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The U.S. Department of Agriculture has taken a big step toward approving new, more dangerous corn and soybean seeds, genetically engineered to withstand toxic 2,4-D herbicide.
Urge USDA to keep these seeds off the market and out of our backyards and grocery stores.
Comments due Tuesday, March 11. Send a message on WORC's Action Page.
Heavy Traffic Still Ahead updates WORC’s July 2012 report, Heavy Traffic Ahead, and reevaluates the anticipated increase in coal train traffic in light of the current proposals for new or expanded port facilities in the Pacific Northwest.
In addition, the update discusses the combined effects of oil trains traveling from North Dakota over the same routes.
The report also identifies impacts to communities along the transport route, consequences for existing rail users, including grainshippers and passenger service, and how coal export could affect rail corridors already near capacity.
Senate Energy and Natural Resources Chair Ron Wyden, of Oregon, sent a letter to Department of Interior Secretary Sally Jewell calling for further review of problems with the federal coal program that stretch back to the 1980s.
In addition, Wyden said DOI appears to have repeatedly shortchanged taxpayers by underestimating the volume of coal contained in reserves leased to the coal companies.
WORC praised Congress for excluding provisions in the House Farm Bill that would have rolled back the country-of origin labeling (COOL) program and limited the authority of the U.S. Department of Agriculture (USDA) to address fraudulent, deceptive and retaliatory business practices of meatpackers.
A new report by the Government Accountability Office identifies major problems with the federal coal leasing program:
- Competition for coal leases is still lacking.
- The Department of Interior lacks rigor and oversight in determining the fair market value of federal coal leases.
- Interior is not fully considering the potential of coal exports despite market changes.
- Interior is providing limited information to the public.
Statements by WORC, Powder River Basin Resource Council and Northern Plains Resource Council.
New York Times article, Government Said to Undervalue Coal Leases.
COAL LEASING: BLM Could Enhance Appraisal Process, More Explicitly Consider Coal Exports, and Provide More Public Information
Summary provided by Sen. Edward Markey.
The Dakota Resource Council’s new video, This Is Our Country: Living With the Wild West Oil Boom, depicts the group’s work on the impacts of the Bakken oil boom.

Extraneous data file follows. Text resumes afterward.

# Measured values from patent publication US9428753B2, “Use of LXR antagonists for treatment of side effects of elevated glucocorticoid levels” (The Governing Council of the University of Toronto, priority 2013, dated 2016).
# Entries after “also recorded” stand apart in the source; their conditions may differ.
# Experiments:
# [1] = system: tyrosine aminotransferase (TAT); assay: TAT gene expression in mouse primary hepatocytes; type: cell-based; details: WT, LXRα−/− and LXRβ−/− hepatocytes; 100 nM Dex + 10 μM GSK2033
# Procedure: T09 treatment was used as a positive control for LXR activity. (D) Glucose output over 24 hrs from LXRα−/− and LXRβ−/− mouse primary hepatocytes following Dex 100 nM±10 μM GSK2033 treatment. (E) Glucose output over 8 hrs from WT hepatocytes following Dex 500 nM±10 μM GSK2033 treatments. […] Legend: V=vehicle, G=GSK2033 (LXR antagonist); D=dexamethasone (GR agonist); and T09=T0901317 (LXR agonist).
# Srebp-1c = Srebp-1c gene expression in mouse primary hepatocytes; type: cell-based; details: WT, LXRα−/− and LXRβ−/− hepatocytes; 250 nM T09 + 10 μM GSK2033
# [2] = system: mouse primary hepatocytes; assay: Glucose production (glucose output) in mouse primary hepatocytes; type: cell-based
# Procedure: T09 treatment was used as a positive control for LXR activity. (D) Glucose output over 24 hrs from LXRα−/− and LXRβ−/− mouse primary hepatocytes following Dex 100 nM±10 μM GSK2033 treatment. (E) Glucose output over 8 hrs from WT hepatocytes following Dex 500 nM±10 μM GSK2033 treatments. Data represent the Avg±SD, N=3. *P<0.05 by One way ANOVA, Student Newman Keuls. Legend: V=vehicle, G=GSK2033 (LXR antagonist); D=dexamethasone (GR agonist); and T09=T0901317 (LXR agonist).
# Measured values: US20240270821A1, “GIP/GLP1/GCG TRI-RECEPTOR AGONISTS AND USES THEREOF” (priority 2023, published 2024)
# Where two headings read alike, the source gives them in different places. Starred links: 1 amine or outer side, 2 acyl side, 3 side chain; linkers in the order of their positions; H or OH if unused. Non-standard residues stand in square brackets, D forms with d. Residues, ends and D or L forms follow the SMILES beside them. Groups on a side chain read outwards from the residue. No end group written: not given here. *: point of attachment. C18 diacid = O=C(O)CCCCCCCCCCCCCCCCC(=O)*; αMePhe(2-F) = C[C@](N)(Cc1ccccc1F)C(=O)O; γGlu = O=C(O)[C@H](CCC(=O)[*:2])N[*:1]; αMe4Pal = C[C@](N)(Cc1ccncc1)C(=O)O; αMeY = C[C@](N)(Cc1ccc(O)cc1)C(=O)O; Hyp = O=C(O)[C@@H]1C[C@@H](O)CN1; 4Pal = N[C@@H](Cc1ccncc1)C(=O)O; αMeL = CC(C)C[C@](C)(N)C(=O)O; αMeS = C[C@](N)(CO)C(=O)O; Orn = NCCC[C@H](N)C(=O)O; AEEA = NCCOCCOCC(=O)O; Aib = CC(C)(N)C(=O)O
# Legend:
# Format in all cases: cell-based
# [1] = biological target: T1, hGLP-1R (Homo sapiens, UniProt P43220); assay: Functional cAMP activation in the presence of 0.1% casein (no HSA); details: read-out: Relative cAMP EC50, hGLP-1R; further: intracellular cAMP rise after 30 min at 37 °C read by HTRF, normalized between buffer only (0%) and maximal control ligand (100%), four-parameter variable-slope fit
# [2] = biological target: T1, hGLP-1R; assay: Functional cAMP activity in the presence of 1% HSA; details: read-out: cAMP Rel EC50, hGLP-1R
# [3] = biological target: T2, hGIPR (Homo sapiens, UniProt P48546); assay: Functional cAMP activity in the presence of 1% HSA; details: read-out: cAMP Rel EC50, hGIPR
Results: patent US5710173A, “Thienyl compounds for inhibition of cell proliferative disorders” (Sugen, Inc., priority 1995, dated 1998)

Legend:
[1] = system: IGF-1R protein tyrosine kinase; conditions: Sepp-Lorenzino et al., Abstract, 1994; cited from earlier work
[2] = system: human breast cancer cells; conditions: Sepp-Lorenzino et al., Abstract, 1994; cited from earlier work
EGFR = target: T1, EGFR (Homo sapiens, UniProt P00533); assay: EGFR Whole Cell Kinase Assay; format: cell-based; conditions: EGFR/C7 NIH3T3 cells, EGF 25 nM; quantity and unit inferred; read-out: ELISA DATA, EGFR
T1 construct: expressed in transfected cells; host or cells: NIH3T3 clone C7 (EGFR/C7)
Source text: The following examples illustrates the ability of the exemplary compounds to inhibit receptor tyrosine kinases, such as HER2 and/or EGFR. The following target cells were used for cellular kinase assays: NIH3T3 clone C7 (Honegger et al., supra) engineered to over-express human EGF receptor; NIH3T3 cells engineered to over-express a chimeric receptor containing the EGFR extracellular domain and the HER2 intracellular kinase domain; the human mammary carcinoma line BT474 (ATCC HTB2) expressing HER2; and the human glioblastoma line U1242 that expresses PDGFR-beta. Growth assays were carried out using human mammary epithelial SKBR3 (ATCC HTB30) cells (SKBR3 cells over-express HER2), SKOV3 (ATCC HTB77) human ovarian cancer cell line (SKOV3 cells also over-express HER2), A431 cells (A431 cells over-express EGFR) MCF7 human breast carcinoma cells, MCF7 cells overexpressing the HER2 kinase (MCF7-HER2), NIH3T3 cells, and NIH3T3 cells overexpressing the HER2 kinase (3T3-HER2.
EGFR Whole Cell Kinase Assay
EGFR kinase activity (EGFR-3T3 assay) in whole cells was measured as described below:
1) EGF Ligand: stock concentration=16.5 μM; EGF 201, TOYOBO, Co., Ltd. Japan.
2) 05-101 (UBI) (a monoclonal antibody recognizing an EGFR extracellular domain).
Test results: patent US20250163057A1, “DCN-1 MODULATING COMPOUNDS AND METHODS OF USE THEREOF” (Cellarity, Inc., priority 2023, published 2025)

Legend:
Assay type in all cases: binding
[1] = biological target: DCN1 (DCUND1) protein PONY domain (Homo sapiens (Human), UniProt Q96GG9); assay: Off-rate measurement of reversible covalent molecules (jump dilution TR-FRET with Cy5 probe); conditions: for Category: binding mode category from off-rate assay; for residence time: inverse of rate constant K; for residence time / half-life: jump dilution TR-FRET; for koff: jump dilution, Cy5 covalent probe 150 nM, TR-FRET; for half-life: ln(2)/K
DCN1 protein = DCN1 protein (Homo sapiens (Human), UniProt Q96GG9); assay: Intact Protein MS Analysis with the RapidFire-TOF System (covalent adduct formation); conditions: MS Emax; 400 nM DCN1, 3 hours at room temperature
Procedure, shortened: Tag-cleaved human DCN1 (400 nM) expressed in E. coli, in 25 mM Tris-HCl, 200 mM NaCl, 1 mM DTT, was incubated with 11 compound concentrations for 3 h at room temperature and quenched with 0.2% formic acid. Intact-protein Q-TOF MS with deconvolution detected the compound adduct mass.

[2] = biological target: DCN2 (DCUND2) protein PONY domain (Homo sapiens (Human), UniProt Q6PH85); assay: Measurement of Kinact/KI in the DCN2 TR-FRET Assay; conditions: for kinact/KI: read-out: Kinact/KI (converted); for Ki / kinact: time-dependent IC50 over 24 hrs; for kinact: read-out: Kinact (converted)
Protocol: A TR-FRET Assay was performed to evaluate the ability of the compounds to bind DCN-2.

With footage of the industrialization of the area, the film features farmers and ranchers like McKenzie County’s Don Nelson, whose family has dealt with the mix of agriculture and oil issues since oil was first discovered in North Dakota in 1953.
Nelson, also a mineral owner, talks about the challenges of running a farm and ranch while dealing with oil pads, easements, pipelines, gas flares, and oil and saltwater spills.Nelson worries about the huge amount of fresh water used in fracking that leaves the hydrological cycle forever.
He said that if oil development isn’t handled better, there won’t be anything from his family farm and ranch to hand down to his children and grandchildren. He said, “We’re being sacrificial lambs for the rest of the country.”
You can view it here.
The Obama administration has been quietly negotiating the Trans-Pacific Partnership (TPP) trade agreement with a dozen nations behind closed doors for four years.
Congressional leaders marked recently the anniversary by signing off on a backroom “Fast Track” plan that would set up special rules to push the secret TPP trade deal through Congress in January. Under Fast Track, the White House can put the trade agreement before Congress for an up-or-down vote with limited debate and no amendments, making it very hard to stop.
Tell Congress to oppose Fast Track legislation and demand that TPP texts be made public.
A new report by WORC shows how regulatory systems are failing to protect residents and communities from the harmful effects of oil and gas development.
Watered Down identifies and examines the dangers to water quality posed by oil and gas production in Colorado, Montana, North Dakota, and Wyoming.
- Read news release
Add your name to petition urging President Obama and the Environmental Protection Agency to reopen investigations of water contamination by fracking.
A snapshot of residents defending their water, land, communities, and families from the harmful effects of booming oil drilling in the Bakken region of northwest North Dakota.
drilling and hydraulic fracturing daily.
Click on Learn More to